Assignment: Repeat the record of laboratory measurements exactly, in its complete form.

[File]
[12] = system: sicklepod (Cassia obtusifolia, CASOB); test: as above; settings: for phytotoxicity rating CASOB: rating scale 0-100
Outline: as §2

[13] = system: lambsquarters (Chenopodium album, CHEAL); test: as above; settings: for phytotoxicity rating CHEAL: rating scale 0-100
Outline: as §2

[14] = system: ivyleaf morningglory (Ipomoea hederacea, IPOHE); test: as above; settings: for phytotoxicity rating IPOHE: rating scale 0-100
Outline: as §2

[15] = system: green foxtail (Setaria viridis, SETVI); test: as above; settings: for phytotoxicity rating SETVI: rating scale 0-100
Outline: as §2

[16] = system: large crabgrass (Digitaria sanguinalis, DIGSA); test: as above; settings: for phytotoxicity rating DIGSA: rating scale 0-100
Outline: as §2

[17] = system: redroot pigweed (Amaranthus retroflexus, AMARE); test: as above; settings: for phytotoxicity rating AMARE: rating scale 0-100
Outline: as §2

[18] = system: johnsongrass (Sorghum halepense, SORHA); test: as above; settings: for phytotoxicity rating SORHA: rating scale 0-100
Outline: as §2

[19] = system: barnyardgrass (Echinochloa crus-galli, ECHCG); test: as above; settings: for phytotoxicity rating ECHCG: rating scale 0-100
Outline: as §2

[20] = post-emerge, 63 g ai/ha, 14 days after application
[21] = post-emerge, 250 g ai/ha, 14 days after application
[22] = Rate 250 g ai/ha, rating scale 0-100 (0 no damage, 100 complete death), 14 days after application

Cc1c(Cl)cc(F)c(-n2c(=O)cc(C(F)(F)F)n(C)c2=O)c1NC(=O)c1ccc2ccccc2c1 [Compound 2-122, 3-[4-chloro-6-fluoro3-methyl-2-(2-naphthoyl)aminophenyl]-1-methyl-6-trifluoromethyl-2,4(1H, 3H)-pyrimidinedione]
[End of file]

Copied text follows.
[12] = system: sicklepod (Cassia obtusifolia, CASOB); test: as above; settings: for phytotoxicity rating CASOB: rating scale 0-100
Outline: as §2

[13] = system: lambsquarters (Chenopodium album, CHEAL); test: as above; settings: for phytotoxicity rating CHEAL: rating scale 0-100
Outline: as §2

[14] = system: ivyleaf morningglory (Ipomoea hederacea, IPOHE); test: as above; settings: for phytotoxicity rating IPOHE: rating scale 0-100
Outline: as §2

[15] = system: green foxtail (Setaria viridis, SETVI); test: as above; settings: for phytotoxicity rating SETVI: rating scale 0-100
Outline: as §2

[16] = system: large crabgrass (Digitaria sanguinalis, DIGSA); test: as above; settings: for phytotoxicity rating DIGSA: rating scale 0-100
Outline: as §2

[17] = system: redroot pigweed (Amaranthus retroflexus, AMARE); test: as above; settings: for phytotoxicity rating AMARE: rating scale 0-100
Outline: as §2

[18] = system: johnsongrass (Sorghum halepense, SORHA); test: as above; settings: for phytotoxicity rating SORHA: rating scale 0-100
Outline: as §2

[19] = system: barnyardgrass (Echinochloa crus-galli, ECHCG); test: as above; settings: for phytotoxicity rating ECHCG: rating scale 0-100
Outline: as §2

[20] = post-emerge, 63 g ai/ha, 14 days after application
[21] = post-emerge, 250 g ai/ha, 14 days after application
[22] = Rate 250 g ai/ha, rating scale 0-100 (0 no damage, 100 complete death), 14 days after application

Cc1c(Cl)cc(F)c(-n2c(=O)cc(C(F)(F)F)n(C)c2=O)c1NC(=O)c1ccc2ccccc2c1 [Compound 2-122, 3-[4-chloro-6-fluoro3-methyl-2-(2-naphthoyl)aminophenyl]-1-methyl-6-trifluoromethyl-2,4(1H, 3H)-pyrimidinedione]